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Oil climbs ahead of OPEC+ talks on supply cut

Brent crude rose 11 cents to $91.91 a barrel at 0001 GMT, after climbing $2.94 in the previous session.

October 05, 2022 / 06:23 AM IST
Oil pumping jacks, also known as

Oil pumping jacks, also known as "nodding donkeys", operate in an oilfield near Neftekamsk, in the Republic of Bashkortostan, Russia, on Thursday, Nov. 19, 2020. The flaring coronavirus outbreak will be a key issue for OPEC+ when it meets at the end of the month to decide on whether to delay a planned easing of cuts early next year. Photographer: Andrey Rudakov/Bloomberg

Oil prices inched up on Wednesday extending 3% gains in the previous session ahead of a meeting of OPEC+ producers to discuss a big output cut in what energy executives and analysts see as a tightly supplied market.

Brent crude rose 11 cents to $91.91 a barrel at 0001 GMT, after climbing $2.94 in the previous session.

U.S. West Texas Intermediate (WTI) crude futures picked up 5 cents to $86.57 a barrel after gaining $2.89 in the previous session.

The Organization of the Petroleum Exporting Countries and allies led by Russia, together called OPEC+, meeting in Vienna later on Wednesday, are discussing output cuts as big as 2 million barrels per day (bpd), an OPEC source told Reuters.

That would be the group's biggest production cut since demand was smashed by COVID-19 in 2020.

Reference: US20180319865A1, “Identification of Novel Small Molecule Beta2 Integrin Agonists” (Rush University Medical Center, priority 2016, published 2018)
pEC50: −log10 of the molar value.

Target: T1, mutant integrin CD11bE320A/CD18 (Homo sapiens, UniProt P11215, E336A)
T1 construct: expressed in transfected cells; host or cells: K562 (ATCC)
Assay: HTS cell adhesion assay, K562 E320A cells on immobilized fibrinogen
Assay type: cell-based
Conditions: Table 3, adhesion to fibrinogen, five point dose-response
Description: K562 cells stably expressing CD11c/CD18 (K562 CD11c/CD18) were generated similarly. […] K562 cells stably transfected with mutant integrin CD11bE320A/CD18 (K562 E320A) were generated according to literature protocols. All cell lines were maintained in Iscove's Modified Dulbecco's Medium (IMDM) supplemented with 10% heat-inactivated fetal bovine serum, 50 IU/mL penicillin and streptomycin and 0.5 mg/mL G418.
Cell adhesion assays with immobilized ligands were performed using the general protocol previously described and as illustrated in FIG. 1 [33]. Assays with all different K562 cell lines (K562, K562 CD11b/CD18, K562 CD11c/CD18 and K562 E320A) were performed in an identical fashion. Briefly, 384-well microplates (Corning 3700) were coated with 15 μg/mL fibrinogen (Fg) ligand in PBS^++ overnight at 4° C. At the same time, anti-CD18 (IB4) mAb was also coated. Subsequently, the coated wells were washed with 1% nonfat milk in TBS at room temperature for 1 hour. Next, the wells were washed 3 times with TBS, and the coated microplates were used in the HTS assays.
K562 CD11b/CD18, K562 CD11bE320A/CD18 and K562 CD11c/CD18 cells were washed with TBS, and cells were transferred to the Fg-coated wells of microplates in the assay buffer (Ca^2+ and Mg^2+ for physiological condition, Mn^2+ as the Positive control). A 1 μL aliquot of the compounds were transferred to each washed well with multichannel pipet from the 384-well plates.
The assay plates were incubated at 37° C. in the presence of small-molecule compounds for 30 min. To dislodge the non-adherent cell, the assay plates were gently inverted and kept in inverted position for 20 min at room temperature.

"A reduction in output on this scale would significantly tighten the market," ANZ Research analysts said in a note.

The United States is pushing OPEC+ producers not to go ahead with deep cuts, a source familiar with the matter told Reuters, as President Joe Biden looks to prevent a rise in U.S. gasoline prices.

The real impact on supply from a lower output target would be limited as several OPEC+ countries are already pumping well below their existing quotas. In August, OPEC+ missed its production target by 3.58 million bpd.

However an agreement on big cuts "would send a strong message that the group is determined to support the market," ANZ analysts said.

While the market is seen tightening further with European Union sanctions on Russian oil looming in December, the outlook for demand remains clouded by fears of a global recession.

"The U.S. dollar, global growth concerns and EU sanctions due to take effect on 5 December all remain crucial drivers of oil prices in the short term," Commonwealth Bank commodities analyst Vivek Dhar said in a note.
first published: Oct 5, 2022 06:25 am